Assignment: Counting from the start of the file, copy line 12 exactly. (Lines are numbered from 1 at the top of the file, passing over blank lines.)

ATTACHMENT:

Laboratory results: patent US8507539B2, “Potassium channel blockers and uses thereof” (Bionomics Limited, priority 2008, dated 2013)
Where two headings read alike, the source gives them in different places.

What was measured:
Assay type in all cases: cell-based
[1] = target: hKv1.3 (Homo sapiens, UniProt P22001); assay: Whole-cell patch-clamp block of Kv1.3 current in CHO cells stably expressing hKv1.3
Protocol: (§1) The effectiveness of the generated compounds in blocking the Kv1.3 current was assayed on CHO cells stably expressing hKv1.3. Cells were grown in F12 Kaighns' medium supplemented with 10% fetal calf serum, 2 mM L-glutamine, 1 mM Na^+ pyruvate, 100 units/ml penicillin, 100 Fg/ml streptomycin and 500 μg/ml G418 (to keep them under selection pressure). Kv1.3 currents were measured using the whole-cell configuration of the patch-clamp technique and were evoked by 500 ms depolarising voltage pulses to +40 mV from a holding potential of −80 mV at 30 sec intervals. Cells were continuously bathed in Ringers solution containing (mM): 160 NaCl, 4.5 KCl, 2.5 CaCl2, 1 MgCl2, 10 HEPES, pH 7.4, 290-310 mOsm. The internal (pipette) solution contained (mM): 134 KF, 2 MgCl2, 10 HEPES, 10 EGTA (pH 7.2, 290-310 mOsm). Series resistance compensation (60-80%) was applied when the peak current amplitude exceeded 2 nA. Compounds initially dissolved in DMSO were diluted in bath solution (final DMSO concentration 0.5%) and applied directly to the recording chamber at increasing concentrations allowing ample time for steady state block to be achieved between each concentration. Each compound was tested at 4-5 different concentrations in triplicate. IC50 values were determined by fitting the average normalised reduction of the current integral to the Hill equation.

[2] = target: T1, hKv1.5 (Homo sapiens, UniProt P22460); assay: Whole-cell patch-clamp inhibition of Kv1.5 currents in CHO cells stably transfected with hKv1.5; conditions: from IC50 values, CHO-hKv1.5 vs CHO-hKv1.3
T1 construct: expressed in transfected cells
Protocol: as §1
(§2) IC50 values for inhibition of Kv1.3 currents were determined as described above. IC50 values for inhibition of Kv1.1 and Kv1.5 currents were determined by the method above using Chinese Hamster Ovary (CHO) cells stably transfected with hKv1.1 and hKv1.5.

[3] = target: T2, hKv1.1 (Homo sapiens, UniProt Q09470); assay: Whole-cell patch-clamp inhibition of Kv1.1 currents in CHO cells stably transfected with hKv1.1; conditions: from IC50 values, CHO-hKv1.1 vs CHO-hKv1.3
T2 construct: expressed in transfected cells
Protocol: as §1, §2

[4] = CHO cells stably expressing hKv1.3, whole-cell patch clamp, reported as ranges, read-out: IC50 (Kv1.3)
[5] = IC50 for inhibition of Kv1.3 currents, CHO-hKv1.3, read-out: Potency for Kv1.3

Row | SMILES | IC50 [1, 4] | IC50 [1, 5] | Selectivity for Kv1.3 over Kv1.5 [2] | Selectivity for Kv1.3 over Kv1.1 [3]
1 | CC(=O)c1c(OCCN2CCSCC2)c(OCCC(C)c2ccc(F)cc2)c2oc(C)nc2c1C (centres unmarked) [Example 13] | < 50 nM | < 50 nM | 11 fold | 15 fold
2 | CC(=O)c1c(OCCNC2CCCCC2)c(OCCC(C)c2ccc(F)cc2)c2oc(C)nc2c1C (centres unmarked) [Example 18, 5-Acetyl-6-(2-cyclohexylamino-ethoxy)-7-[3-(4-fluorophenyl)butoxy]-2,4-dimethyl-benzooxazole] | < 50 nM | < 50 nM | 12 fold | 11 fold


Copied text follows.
T2 construct: expressed in transfected cells